BIGGUP!December 28, 2022 at 7:48 pm in reply to: Is anyone else having trouble accessing the courses? #27639
Aaaron! This issue should be fixed! Please let me know that everything’s good on your end.
Aaron! Great topics. I actually have a growing Finale document (that’s notation software if you don’t know) that has many of the famous riddims on it. It only has the bass line and chord changes as many if not most of them don’t have a little horn line or vocal line. Although, I could be wrong on that! (Many of them do have a horn line and/or vocal line.) I want to transcribe as many of the ‘Riddims’ as there are (probably nearly impossible to get them ALL) and make a One-shot lesson or even a full course on them. But I’m seeing that I have to included the horn lines. Aaaah, more work!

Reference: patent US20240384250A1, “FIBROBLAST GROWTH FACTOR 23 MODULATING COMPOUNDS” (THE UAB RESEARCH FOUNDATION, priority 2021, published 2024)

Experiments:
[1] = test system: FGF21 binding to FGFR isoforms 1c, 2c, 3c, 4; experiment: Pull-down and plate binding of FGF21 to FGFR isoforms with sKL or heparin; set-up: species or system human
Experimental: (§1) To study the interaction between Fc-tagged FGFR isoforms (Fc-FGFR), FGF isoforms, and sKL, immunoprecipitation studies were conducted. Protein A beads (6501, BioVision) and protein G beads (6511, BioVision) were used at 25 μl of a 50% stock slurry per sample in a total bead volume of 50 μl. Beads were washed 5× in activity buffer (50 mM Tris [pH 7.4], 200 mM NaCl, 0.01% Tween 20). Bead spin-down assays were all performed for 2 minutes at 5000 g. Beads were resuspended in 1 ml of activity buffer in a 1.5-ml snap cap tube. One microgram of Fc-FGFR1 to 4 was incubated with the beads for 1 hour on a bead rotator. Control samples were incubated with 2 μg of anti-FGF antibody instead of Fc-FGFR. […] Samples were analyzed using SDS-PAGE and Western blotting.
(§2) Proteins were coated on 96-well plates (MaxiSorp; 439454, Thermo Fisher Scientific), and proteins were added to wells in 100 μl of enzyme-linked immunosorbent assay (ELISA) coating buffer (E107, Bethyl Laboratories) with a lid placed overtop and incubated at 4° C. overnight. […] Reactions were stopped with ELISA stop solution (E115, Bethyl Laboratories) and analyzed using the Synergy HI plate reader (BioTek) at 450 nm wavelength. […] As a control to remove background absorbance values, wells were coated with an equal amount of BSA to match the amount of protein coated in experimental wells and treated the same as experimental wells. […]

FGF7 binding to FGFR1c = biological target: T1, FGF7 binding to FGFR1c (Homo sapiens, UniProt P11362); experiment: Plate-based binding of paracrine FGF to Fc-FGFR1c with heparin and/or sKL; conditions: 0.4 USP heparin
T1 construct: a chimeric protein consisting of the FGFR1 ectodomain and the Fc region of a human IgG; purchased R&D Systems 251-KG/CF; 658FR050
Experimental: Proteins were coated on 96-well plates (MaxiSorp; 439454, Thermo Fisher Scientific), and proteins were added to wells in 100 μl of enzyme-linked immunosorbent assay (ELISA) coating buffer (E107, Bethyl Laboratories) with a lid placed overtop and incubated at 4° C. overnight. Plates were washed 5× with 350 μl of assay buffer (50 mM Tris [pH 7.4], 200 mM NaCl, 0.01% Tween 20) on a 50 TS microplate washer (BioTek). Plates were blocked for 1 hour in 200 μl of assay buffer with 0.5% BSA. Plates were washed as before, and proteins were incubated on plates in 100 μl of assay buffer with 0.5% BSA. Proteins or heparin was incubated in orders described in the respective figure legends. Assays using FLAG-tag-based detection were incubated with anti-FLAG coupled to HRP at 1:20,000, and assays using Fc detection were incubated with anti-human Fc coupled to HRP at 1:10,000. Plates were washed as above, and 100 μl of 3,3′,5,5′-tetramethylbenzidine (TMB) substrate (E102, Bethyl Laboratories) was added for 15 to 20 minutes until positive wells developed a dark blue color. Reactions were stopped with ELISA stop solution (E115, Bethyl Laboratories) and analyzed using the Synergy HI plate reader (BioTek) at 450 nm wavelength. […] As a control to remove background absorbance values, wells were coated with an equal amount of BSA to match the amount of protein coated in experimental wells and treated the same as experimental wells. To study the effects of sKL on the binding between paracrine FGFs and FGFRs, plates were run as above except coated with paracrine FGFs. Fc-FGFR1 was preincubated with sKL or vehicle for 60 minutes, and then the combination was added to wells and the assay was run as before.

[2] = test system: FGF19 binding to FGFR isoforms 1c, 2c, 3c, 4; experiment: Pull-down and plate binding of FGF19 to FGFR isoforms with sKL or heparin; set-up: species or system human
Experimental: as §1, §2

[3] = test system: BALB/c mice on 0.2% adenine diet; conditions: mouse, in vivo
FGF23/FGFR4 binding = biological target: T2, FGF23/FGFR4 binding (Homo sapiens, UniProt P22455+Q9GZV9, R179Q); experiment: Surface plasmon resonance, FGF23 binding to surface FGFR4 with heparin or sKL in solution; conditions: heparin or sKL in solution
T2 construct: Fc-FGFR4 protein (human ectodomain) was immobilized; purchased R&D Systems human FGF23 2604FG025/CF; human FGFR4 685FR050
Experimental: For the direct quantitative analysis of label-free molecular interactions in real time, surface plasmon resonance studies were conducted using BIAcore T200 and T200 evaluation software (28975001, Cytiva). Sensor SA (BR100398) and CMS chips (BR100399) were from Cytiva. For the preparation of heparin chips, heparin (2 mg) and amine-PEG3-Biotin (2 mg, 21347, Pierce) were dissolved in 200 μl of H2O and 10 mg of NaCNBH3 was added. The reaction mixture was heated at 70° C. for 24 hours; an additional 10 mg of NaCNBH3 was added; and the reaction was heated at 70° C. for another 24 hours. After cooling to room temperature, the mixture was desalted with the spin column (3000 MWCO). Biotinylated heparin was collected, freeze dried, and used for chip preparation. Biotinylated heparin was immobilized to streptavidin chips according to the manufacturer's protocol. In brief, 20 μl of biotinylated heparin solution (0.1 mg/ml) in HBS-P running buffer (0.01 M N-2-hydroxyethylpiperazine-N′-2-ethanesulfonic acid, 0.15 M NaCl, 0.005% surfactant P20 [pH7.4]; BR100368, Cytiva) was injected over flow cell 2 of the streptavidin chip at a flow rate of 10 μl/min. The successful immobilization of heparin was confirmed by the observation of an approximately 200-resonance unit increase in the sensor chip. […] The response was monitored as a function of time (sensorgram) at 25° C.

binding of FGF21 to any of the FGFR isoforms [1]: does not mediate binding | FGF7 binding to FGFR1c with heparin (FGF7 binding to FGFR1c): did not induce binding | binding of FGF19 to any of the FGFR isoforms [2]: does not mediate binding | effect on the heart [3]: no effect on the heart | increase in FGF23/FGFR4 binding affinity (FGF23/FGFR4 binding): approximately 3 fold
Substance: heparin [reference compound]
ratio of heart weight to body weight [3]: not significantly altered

As for learning the horn lines, what’s your specific issue? You have trouble hearing the exact notes? First thing to do is get the top line, often played by trumpet (if it’s a three part line, say with tenor sax and trombone). That’s usually the easiest line to hear. Play it on your keyboard or bass. Then, because we’re talking about pretty basic chords (major and minor triads) you can usually figure out the other lines that are below the top line by toying around with playing a chord tone below the top line. Use your ear to hear if it sounds right. If you’re very unfamiliar with major and minor triads, you’ll need to brush up on them and doing it on a keyboard is the best way. The Basic Theory course will dial you into that well. (I’m working on the tech issue!!)December 27, 2022 at 11:16 am in reply to: Is anyone else having trouble accessing the courses? #22859